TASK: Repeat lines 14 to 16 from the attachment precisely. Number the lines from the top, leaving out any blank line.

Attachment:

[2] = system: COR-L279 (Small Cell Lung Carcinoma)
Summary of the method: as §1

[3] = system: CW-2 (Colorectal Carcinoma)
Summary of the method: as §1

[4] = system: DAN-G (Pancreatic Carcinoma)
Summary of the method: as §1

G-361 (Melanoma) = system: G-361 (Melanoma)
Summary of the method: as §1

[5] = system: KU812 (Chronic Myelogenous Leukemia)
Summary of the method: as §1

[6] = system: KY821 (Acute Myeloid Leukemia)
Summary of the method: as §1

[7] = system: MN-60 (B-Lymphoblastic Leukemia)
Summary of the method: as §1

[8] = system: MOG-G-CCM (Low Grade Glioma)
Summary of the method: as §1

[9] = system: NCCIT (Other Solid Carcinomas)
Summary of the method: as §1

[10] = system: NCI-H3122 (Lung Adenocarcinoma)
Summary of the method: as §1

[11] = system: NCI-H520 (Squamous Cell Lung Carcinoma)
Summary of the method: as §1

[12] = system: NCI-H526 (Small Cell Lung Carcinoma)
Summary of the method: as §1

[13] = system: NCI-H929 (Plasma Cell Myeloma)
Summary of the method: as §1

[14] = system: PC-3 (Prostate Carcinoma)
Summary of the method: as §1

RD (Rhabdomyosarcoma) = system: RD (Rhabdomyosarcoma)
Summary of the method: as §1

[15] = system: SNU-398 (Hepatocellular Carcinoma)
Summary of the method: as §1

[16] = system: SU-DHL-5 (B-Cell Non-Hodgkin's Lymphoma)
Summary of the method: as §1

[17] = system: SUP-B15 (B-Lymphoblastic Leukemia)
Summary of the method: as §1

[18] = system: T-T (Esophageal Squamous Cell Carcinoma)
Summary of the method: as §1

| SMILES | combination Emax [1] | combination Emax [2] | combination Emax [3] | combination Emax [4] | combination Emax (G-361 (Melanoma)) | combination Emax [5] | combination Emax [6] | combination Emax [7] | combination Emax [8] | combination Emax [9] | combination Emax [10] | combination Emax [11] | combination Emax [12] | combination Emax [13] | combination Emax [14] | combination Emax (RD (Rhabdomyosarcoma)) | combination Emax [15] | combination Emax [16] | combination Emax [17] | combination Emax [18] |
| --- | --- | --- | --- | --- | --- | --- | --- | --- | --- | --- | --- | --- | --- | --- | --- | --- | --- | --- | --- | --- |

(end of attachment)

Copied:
Summary of the method: as §1

[8] = system: MOG-G-CCM (Low Grade Glioma)
Summary of the method: as §1